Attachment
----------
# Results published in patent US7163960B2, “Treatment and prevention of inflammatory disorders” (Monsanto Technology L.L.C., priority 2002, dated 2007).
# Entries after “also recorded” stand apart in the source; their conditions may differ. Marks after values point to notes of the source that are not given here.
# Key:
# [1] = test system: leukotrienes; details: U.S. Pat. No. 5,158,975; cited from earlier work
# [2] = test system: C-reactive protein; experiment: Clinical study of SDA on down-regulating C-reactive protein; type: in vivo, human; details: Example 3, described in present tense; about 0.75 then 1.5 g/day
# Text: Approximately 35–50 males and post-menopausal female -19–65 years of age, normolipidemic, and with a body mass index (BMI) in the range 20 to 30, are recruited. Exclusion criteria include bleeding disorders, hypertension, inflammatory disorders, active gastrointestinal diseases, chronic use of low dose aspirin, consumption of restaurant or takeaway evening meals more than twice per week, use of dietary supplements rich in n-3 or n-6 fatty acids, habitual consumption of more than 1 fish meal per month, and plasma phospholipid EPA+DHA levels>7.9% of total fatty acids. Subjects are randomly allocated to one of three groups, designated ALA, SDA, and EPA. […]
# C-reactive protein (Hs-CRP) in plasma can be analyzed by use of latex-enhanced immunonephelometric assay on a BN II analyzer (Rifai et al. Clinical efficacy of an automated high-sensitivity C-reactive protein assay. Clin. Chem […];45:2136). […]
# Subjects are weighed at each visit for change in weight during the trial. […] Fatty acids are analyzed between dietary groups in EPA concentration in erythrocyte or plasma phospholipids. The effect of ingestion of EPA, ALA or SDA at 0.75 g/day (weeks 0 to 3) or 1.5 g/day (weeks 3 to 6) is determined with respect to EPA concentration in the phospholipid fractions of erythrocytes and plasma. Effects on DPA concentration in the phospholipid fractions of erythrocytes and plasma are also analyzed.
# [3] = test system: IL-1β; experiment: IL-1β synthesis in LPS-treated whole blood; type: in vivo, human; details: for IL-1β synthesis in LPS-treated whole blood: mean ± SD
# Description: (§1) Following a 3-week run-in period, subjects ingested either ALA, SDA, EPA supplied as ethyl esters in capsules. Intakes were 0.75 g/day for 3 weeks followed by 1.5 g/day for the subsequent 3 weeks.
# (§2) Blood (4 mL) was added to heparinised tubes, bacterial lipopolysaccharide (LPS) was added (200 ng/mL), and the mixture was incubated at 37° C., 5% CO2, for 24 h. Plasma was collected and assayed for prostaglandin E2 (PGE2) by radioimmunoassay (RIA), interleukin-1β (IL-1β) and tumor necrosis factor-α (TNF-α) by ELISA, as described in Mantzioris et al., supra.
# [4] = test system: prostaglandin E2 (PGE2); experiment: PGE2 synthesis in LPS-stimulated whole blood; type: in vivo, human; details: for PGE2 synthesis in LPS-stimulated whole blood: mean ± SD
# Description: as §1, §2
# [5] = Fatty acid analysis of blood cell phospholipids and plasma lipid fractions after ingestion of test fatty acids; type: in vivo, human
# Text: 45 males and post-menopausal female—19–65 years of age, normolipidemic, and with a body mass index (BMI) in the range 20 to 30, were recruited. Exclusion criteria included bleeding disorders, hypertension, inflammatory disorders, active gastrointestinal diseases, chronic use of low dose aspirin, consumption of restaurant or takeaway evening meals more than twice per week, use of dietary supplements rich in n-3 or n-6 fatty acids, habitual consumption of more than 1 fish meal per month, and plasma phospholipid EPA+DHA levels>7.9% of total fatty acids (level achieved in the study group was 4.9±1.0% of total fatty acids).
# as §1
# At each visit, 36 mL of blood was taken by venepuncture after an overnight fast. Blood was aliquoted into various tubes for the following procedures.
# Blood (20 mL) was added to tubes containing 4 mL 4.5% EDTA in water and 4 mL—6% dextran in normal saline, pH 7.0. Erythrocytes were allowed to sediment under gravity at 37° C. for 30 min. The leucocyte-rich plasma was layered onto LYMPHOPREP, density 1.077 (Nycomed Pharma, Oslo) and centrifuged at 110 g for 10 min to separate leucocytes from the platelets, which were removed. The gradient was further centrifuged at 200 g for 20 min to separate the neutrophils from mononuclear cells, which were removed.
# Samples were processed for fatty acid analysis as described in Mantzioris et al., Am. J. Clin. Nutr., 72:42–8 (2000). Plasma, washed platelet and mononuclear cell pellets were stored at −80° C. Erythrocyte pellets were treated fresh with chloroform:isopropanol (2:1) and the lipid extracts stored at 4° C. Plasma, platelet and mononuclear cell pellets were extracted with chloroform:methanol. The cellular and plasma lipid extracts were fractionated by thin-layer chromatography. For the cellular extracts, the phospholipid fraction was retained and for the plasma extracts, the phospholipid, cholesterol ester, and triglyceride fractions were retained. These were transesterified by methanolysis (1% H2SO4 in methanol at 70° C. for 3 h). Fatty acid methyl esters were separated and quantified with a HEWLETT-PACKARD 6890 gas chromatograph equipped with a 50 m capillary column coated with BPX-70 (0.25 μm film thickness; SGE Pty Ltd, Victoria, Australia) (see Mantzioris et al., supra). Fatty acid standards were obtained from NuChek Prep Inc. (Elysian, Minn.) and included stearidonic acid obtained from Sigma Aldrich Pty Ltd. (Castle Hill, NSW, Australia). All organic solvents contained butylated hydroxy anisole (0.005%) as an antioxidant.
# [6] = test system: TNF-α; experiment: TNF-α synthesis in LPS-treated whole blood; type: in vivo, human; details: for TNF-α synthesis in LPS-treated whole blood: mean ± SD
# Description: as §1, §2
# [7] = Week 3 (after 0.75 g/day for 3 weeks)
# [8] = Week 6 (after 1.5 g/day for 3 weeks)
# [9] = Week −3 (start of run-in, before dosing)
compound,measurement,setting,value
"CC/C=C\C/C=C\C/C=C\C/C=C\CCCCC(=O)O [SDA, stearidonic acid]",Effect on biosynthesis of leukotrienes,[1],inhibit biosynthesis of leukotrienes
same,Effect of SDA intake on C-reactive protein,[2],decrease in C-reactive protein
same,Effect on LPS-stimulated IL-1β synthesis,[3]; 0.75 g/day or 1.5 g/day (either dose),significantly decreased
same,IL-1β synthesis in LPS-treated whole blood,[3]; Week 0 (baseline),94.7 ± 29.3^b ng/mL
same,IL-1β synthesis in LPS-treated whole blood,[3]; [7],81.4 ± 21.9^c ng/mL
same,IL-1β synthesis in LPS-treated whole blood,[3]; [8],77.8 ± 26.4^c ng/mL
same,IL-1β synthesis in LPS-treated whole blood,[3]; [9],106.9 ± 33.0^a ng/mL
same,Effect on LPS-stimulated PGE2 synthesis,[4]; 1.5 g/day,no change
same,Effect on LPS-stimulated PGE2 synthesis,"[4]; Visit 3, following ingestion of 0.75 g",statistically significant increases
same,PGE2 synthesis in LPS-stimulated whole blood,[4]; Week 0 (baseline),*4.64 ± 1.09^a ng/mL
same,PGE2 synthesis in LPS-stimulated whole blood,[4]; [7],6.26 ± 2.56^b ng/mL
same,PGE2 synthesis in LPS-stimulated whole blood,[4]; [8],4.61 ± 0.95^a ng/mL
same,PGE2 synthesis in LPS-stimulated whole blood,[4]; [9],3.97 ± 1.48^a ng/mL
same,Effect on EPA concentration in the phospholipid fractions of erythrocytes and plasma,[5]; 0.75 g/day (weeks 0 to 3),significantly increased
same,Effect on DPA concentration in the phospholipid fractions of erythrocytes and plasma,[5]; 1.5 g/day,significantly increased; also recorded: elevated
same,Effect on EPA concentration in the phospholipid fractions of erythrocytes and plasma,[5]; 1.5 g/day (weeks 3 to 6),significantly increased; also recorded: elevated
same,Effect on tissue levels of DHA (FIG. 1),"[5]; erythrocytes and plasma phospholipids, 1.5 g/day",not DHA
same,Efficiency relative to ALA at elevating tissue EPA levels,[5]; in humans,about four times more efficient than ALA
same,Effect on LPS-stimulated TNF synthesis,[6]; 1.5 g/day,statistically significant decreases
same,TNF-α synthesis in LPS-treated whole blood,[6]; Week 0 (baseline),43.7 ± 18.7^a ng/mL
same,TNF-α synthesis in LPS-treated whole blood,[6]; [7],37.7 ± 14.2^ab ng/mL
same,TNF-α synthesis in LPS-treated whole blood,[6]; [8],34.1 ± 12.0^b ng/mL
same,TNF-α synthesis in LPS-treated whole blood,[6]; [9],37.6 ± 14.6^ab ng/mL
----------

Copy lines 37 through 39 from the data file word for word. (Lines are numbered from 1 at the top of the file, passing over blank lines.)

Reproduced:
same,PGE2 synthesis in LPS-stimulated whole blood,[4]; [8],4.61 ± 0.95^a ng/mL
same,PGE2 synthesis in LPS-stimulated whole blood,[4]; [9],3.97 ± 1.48^a ng/mL
same,Effect on EPA concentration in the phospholipid fractions of erythrocytes and plasma,[5]; 0.75 g/day (weeks 0 to 3),significantly increased